China sees red over PM's Arunachal visit

Delhi rejects Beijings concerns, says state integral part of India

China sees red over PM's Arunachal visit

The prime minister had visited Arunachal Pradesh on October 3 to campaign for the state assembly elections. In the past, the Chinese leadership had been routinely issuing protests over visits by top Indian leaders to the northeastern state, which it maintains is a “disputed region.”  

However, in the unusually strong and officially communicated protest on Tuesday Beijing expressed its “strong dissatisfaction” with the visit by the Indian leader, “disregarding China’s serious concerns” and went on to ask India not to “trigger disturbances in the disputed region”.  “We demand the Indian side address China's serious and just concerns and not trigger disturbances in the disputed region so as to facilitate the healthy development of China-India relations,” Beijing said. Chinese Ambassador to India Zhang Yan officially communicated the stand to the Indian foreign ministry to convey its stand here during the day. Zhang met ministry joint secretary (East Asia)  Vijay Gokhale in this regard.

India, however, rejected the Chinese objections. Within hours of the Chinese protests, the Indian side shot back, asserting that the State of Arunachal Pradesh “is an integral and inalienable part of India” and that China’s statement did not help progress in talks between the neighbours.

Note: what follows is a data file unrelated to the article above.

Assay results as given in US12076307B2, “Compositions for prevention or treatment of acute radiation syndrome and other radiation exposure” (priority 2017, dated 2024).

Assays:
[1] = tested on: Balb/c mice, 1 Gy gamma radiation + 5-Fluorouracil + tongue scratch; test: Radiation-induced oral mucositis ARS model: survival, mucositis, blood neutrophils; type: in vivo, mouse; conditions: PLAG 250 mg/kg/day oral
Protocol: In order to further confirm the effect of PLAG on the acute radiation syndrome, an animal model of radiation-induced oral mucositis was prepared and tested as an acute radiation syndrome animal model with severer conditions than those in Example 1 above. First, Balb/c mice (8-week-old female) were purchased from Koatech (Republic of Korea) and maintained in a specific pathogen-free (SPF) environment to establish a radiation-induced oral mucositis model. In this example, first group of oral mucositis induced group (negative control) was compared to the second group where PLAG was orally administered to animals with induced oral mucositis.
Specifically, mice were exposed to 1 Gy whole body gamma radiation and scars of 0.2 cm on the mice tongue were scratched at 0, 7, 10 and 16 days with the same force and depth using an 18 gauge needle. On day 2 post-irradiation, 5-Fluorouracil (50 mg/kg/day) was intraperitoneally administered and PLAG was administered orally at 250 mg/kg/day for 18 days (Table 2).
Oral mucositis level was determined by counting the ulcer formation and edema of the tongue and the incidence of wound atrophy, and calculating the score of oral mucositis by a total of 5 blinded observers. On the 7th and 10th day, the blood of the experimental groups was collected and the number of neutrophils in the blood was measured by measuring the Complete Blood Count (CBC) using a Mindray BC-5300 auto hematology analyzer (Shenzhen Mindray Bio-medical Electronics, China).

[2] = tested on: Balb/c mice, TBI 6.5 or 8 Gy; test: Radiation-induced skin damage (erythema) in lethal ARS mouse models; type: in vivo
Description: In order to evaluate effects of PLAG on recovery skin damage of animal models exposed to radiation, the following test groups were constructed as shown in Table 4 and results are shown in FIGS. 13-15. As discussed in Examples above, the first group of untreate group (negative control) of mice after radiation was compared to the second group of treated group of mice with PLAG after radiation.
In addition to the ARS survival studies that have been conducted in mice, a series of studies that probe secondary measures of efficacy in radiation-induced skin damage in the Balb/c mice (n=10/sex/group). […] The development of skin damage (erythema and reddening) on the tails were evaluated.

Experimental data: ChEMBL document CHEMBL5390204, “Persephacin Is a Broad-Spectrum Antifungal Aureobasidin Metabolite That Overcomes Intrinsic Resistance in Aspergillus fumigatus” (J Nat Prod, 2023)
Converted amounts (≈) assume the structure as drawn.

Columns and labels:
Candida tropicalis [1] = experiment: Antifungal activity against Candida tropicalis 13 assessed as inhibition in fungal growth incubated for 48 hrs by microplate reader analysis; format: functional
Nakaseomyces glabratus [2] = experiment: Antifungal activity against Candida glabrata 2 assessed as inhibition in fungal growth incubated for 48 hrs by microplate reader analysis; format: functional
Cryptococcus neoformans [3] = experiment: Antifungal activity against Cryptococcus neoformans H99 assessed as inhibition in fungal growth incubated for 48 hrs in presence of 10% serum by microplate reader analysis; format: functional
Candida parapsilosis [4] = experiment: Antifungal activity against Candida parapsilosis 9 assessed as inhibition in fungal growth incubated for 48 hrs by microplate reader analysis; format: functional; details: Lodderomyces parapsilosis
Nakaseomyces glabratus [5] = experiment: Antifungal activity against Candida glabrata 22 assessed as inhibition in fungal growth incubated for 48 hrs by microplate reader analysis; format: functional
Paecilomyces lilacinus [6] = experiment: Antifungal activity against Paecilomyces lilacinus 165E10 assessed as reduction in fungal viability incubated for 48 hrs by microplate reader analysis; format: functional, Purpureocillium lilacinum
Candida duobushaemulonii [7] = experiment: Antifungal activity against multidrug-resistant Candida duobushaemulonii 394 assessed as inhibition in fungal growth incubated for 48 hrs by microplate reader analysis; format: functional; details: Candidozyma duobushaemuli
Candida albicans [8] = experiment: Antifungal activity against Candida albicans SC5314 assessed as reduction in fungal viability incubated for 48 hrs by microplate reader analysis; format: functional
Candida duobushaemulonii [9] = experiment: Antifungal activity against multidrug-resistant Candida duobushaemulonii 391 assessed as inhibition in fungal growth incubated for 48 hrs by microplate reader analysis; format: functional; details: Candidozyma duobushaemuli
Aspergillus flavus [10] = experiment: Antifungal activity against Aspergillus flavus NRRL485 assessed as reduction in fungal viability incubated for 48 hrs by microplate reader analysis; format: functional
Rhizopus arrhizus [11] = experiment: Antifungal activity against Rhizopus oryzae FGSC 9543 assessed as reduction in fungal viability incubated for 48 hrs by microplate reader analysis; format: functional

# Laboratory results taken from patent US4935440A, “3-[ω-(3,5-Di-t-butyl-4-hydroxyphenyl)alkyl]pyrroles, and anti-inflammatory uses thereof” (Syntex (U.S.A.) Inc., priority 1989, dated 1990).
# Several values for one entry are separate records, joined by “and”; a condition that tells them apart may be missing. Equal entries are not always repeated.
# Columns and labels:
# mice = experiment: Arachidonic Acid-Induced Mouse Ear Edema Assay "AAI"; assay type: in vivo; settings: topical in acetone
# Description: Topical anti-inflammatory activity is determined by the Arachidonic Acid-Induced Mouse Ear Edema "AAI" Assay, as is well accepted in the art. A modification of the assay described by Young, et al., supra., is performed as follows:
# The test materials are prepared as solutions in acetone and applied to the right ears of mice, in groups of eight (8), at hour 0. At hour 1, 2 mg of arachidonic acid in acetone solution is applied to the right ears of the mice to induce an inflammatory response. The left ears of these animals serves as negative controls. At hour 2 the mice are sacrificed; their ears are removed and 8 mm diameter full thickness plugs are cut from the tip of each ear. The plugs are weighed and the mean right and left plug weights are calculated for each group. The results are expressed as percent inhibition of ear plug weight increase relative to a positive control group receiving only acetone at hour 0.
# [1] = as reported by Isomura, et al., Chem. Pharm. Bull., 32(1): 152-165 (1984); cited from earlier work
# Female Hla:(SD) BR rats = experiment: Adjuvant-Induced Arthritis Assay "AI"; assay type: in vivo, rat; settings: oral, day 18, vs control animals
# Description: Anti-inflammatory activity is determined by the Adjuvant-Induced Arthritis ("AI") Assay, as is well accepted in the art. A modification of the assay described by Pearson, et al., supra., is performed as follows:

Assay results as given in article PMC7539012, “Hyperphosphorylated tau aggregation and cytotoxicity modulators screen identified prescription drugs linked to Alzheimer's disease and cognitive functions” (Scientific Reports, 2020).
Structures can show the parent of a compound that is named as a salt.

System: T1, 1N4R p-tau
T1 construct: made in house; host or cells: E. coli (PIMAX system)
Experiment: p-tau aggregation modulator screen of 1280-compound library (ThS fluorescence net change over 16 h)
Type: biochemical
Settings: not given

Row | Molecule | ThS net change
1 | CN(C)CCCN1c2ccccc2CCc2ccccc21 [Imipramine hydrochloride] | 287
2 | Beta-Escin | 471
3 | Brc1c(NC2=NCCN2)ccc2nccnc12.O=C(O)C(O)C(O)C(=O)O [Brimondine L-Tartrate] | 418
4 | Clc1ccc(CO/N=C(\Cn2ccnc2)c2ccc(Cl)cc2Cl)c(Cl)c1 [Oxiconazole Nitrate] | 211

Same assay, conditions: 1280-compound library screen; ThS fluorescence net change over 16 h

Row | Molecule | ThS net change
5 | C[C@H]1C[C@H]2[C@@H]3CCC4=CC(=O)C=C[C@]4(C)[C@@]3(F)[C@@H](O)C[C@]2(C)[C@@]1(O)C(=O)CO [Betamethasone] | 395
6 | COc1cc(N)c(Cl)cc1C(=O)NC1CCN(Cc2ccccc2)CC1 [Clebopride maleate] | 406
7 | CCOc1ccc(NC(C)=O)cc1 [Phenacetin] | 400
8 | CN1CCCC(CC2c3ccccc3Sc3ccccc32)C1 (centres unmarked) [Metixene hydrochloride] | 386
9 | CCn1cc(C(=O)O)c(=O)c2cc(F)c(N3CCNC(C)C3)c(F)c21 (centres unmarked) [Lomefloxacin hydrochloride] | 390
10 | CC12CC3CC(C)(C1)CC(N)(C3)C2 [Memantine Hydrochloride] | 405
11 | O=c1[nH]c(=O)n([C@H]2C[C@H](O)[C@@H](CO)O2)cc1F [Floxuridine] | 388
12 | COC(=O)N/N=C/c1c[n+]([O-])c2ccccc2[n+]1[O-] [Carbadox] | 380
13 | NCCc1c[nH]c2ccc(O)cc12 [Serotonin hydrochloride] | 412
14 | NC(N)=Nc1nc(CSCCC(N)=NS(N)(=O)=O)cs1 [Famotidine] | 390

In a statement, the foreign office said: “The people of Arunachal Pradesh are citizens of India, and they are proud participants in the mainstream of India’s vibrant democracy. The Chinese side is well aware of this position of the Government of India. It is a well-established practice in our democratic system that our leaders visit states where elections to Parliament and to the State Assemblies are taking place.

The Government of India is deeply committed to ensuring the welfare of its own citizens across the length and breadth of our country.”  New Delhi said India and China have jointly agreed that the outstanding boundary question will be discussed by the special representatives appointed by the two governments.

 “We, therefore, express our disappointment and concern over the statement made by the official spokesman of the Chinese ministry of foreign affairs, since this does not help the process of ongoing negotiations between the two governments on the boundary question. India is committed to resolving outstanding differences with China in a fair, reasonable and mutually acceptable manner, while ensuring that such differences are not allowed to affect the positive development of bilateral relations. We hope that the Chinese side will similarly abide by this understanding.”

Reacting to China’s statement, foreign minister S M Krishna said: “Well, regardless of what others say it is the Government of India’s stated position that Arunachal is an integral part of India. We rest at that.”

Krishna’s predecessor and Union Finance Minister Pranab Mukherjee, too, asserted that “Arunachal is an integral part of our country.  Therefore, it is obvious the Prime Minister will visit any part of the country.”

Analysts here said Beijing’s target is Dalai Lama whom it terms as “splittist.” It is seeking to build pressure on India to stop Tibetan Buddhist leader Dalai Lama from visiting Tawang in Arunachal Pradesh next month.

The Dalai Lama, who has visited Tawang four times previously, has proposed to visit Tawang, home to famous Tibetan monastery, in the second week of November. Beijing had also unsuccessfully sought to stall the Tibetan spiritual leader’s visit to Taiwan recently.

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